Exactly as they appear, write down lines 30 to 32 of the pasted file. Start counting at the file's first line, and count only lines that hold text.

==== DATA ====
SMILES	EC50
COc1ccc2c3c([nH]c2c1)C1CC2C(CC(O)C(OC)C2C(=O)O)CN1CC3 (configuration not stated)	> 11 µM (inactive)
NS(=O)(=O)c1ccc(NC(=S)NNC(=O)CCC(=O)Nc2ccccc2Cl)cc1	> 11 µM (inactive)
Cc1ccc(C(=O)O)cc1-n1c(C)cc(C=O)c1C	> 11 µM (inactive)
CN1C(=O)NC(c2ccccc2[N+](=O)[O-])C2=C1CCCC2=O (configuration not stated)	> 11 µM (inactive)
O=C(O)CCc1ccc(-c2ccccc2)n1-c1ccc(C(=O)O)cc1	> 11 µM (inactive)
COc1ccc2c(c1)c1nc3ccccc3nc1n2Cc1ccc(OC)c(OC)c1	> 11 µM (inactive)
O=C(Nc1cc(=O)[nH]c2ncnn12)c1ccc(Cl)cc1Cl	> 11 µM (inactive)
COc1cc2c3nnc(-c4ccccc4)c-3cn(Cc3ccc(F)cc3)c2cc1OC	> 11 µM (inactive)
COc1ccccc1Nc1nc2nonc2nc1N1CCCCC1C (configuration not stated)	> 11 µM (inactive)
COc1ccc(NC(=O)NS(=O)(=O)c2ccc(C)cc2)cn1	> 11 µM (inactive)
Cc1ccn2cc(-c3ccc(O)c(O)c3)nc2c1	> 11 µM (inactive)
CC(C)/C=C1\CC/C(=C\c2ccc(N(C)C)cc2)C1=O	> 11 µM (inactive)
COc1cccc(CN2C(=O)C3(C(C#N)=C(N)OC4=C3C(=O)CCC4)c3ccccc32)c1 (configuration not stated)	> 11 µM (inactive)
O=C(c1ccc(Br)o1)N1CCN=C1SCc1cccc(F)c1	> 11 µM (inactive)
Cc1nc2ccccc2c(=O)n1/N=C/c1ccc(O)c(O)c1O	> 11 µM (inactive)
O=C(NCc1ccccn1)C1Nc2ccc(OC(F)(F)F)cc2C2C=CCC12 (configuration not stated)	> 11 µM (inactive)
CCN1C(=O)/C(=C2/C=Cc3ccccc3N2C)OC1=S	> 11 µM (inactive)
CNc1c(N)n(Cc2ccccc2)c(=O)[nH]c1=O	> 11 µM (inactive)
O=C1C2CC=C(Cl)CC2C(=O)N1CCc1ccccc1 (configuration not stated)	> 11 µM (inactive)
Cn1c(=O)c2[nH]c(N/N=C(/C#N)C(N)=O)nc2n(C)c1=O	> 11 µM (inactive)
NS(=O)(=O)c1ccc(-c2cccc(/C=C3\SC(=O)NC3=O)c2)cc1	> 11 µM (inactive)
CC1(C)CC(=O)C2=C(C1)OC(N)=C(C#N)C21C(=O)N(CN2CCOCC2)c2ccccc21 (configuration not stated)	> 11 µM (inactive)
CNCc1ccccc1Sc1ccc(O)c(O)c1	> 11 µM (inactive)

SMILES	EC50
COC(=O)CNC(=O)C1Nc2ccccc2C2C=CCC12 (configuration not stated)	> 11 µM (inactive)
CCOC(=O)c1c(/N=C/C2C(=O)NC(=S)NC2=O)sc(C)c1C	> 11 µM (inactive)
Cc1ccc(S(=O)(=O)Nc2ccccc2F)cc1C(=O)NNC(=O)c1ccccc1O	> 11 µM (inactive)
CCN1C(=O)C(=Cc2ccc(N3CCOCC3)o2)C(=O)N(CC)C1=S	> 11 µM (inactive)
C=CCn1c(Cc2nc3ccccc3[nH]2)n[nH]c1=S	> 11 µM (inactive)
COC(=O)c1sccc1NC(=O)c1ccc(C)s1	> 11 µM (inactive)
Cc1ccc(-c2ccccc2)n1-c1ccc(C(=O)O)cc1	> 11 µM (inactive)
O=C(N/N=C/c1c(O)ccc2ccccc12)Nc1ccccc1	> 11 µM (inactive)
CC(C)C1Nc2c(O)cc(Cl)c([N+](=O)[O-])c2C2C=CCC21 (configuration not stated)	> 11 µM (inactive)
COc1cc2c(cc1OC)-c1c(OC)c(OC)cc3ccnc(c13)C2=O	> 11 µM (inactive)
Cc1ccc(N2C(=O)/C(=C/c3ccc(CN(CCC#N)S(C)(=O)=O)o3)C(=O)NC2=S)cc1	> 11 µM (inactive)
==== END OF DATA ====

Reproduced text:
C=CCn1c(Cc2nc3ccccc3[nH]2)n[nH]c1=S	> 11 µM (inactive)
COC(=O)c1sccc1NC(=O)c1ccc(C)s1	> 11 µM (inactive)
Cc1ccc(-c2ccccc2)n1-c1ccc(C(=O)O)cc1	> 11 µM (inactive)